Photo Credit: ACT News / YouTube screen grab
ACT News' avatars of living journalists Mark Williams and Miri Michaeli.

For those who were privileged to watch the first Star Trek series these many decades ago, this report will provide more validation of the future once predicted by visionary television series creator Gene Roddenberry.

The world of Star Trek – a sci-fi series that aired on American television in the 1960s – included “communicators” (the forerunner of today’s cell phones) and video chat devices (forerunner of today’s WhatsApp, Skype and Zoom) as well as the starship’s talking computer (think: Artificial Intelligence devices such as Alexa Echo Show and Dot, Siri and Google Assistant).


But a female Israeli television news anchor and an international strategic consultant have joined forces to create the next step: an Artificial Intelligence digital newsroom anchored by avatars of real-life journalists. Meet ACT News.

ACT News is the brainchild of popular female Israeli news anchor Miri Michaeli and international strategic consultant Moshe Klughaft, who has served as a campaign manager for Israeli Prime Minister Benjamin Netanyahu and former Israeli Prime Minister Naftali Bennett – in addition to other world leaders.

In addition to featuring Michaeli as the main news anchor, ACT News’ digital newsroom includes reports by a digital clone of prolific Israeli political journalist Amit Segal along with digital clones of several other reporters.

“This is how everyone will produce news in the future,” ACT News contends.

In India, the future is already here. Channel founder Nisha Krishna’s avatar was introduced earlier this year as a digital news anchor for the digital media channel. Krishna’s avatar explains she is “capable of displaying natural human facial expressions and subtle movements . . . according to word pronunciation.”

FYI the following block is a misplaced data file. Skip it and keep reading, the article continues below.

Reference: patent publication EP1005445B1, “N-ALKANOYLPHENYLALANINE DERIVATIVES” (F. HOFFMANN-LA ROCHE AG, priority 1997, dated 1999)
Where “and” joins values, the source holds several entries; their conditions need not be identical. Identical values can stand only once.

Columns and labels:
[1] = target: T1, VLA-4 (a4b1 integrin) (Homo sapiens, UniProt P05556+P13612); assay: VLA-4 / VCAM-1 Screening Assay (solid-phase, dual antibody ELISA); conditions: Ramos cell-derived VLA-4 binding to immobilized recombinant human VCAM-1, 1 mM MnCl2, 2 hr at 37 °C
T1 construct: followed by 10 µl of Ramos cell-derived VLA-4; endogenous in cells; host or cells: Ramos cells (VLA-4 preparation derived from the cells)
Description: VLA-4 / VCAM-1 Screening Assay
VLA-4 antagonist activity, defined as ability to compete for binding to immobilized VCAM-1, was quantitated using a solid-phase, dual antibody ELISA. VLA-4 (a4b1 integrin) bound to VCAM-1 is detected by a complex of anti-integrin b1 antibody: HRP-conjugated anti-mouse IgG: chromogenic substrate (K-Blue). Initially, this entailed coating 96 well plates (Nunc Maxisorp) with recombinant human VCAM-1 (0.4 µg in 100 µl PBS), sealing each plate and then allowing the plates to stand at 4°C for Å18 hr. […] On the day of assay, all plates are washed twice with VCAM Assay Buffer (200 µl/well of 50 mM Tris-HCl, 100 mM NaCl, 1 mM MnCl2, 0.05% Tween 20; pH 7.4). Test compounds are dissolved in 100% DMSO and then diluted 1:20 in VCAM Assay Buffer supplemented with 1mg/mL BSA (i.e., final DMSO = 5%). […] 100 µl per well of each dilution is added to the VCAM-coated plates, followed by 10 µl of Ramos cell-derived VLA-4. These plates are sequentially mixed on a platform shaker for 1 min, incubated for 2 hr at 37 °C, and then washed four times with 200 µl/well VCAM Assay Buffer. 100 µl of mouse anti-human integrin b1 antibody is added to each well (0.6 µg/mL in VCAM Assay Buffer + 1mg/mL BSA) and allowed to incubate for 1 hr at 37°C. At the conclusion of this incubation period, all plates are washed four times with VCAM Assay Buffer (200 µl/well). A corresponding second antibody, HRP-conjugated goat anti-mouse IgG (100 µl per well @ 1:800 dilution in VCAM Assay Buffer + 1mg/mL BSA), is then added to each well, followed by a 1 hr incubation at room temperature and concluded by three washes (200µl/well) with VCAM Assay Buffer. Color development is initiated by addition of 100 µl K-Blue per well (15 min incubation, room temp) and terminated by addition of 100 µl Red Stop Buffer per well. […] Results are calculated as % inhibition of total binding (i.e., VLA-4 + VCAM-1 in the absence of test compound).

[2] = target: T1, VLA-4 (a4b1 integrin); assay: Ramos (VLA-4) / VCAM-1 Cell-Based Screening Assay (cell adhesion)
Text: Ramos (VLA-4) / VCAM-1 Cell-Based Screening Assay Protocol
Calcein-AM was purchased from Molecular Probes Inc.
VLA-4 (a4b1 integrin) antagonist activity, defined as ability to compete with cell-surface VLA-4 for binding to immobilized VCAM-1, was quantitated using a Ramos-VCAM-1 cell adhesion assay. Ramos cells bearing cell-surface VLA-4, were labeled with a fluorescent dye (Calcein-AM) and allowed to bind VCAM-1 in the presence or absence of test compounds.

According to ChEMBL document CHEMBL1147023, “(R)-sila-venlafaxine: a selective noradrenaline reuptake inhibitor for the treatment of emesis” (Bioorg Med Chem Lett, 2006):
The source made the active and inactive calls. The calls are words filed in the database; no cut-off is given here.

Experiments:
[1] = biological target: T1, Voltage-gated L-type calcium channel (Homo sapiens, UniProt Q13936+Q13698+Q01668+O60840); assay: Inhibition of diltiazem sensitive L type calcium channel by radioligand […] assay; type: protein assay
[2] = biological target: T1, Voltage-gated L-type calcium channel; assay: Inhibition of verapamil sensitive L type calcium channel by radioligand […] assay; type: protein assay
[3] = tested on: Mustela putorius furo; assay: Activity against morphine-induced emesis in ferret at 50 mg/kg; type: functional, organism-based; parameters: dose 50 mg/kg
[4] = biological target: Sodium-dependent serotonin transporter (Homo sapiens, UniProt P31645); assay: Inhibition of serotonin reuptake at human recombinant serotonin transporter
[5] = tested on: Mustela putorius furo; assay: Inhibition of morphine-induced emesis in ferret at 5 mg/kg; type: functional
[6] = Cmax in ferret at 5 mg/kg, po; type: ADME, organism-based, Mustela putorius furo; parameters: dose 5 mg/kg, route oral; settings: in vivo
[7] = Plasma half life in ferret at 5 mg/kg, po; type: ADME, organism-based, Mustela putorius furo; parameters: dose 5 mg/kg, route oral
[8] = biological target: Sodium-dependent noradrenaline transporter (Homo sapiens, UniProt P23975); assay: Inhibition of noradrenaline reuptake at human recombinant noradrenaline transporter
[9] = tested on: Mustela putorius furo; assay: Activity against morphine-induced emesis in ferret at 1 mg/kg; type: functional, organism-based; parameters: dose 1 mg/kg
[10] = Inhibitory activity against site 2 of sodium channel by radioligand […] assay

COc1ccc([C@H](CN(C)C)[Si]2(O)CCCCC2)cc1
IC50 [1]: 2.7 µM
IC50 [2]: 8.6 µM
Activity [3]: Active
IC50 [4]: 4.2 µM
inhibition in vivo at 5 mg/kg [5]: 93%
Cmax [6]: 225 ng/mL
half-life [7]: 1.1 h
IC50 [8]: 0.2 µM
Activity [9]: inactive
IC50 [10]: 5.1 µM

“For the avatar that can be presented in English and Malayalam, only content text is required,” the media firm said on its website.

AI avatar news reader “Pragati” explains in a brief YouTube explainer video that she is “designed to provide accurate and unbiased news reports” 24 hours a day, seven days a week.

There are artificial intelligence video generator software firms that are already out there in the market for those who are tempted to dabble in this world.

Delaware-based Creative Reality Studio is one such app, produced by D-ID, that allows one to “generate photorealistic presenter videos by combining images with text at the click of a button.”

The free trial allows for a five-minute project to try out the software, and the follow-up monthly fees range from $5 (Lite) to $209 (Advanced) and on to “Let’s Talk” for customized plans.

But back to Israel.

“Presenting news editions through digital avatars and writing the news with artificial intelligence will lead journalists to focus on the core of the journalistic work: investigations, exposés, exclusive stories and personal interviews, and focus on subjects that are not covered in the mainstream media,” Klughaft said in a statement.

“Additionally, it will dramatically reduce costs for media companies worldwide and allow them to create better content,” said Klughaft. “ACT NEWS will continue to lead the news of the future on social networks and is currently working on additional developments to be released soon.”

There is still a long way to go, as seen with the accuracy issues encountered in newsroom trials with artificial intelligence softwares ChatGPT and Google Bard.

Nevertheless, that day is almost certainly coming, and along with it the question of job security for television news anchors who may see themselves replaced by avatars, while they are asked to work as street reporters, where many started out.

Shades of Gene Roddenberry and Star Trek.

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Hana Levi Julian is a Middle East news analyst with a degree in Mass Communication and Journalism from Southern Connecticut State University. A past columnist with The Jewish Press and senior editor at Arutz 7, Ms. Julian has written for, and other media outlets, in addition to her years working in broadcast journalism.